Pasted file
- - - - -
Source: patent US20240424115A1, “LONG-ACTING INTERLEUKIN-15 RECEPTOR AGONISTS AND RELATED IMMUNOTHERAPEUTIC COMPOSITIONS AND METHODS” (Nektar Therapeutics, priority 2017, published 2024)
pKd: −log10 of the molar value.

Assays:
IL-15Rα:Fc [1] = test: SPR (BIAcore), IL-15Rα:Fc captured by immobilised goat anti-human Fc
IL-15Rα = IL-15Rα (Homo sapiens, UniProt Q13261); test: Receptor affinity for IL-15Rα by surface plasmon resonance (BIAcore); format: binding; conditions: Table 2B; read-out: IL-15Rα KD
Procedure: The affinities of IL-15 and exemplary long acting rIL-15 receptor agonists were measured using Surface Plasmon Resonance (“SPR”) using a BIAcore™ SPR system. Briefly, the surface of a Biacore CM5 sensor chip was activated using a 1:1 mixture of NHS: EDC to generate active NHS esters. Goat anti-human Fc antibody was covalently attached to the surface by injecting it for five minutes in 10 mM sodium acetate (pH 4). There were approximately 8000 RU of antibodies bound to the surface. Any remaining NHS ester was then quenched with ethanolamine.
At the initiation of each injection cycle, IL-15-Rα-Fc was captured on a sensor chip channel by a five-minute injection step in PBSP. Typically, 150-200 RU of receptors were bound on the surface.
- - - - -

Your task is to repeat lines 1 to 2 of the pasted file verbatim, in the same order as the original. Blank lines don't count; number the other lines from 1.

Source: patent US20240424115A1, “LONG-ACTING INTERLEUKIN-15 RECEPTOR AGONISTS AND RELATED IMMUNOTHERAPEUTIC COMPOSITIONS AND METHODS” (Nektar Therapeutics, priority 2017, published 2024)
pKd: −log10 of the molar value.